Farmer Derek Wilkinson is keen to show city-dwellers the ways of the country. Kat Baldwyn reports.
Eight hundred workers descend on Dunnington Court Farm at the height of summer to pack and dispatch salad and vegetables to supermarkets.
For much of the year the work of the Alcester farm stays hidden, but for one Sunday in June it will be throwing open its doors to the public to give them an insight into what life on a farm is really like.
“It’s a two-way thing,” said 44-year-old Derek Wilknson, managing director of the 4,500-acre farm. “It gives the public a chance to see what we do and the chance to ask questions and raise any concerns they may have.
"But it also gives us the chance to show people what really happens on the farm. A lot of people in the area see us go by on our tractors but don’t know much, if anything, about the farm itself.”
This year will be the third year the farm, which grows salad, onions, dwarf beans, runner beans and peas among other things, has opened to the public as part of Open Farm Sunday organised by Linking Environment And Farming (LEAF) – a charity which helps farmers and producers to manage their farms efficiently and sustainably, producing good food with environmental care.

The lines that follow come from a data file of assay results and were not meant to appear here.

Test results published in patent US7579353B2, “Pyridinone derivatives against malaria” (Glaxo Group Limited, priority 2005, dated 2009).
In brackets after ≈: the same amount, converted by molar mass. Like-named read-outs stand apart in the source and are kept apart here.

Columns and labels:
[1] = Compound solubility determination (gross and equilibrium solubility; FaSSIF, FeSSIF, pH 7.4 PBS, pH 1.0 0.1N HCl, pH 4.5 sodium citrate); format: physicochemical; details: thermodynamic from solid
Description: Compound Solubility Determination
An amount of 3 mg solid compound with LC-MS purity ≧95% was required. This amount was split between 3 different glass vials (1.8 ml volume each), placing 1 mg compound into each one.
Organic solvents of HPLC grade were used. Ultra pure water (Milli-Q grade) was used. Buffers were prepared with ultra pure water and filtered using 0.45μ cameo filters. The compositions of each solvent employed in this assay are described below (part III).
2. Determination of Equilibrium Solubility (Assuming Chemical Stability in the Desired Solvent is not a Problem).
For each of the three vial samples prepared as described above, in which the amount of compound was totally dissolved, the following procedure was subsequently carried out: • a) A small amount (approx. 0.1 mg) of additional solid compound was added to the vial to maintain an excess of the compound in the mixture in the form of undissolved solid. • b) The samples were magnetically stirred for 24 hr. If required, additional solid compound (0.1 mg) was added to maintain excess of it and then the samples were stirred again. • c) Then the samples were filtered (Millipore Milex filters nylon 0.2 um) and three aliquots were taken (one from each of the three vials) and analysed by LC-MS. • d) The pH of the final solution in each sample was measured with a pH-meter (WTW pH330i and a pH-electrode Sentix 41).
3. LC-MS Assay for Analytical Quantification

Last year, 184,000 visitors attended events on 420 farms to discover the story behind their food on the one day of the year farmers across the UK unite to open their farms to the public.
At Dunnington Court’s open day, tractor rides, games and a barbecue will take place alongside a host of information boards erected to explain the inner workings of the farm.
Derek, who was born and raised on farms in north Cheshire before moving to Warwickshire 12 years ago, says: “We’ll be able to show people exactly how their food is produced, right from preparing the land through to delivering the crops to the customer.
"Although we don’t normally have animals on the farm, there will be some there on the day so people can learn about that aspect too.
“It’s so important people are able to see and learn where their food is coming from and what happens to get it from the land to the supermarket.”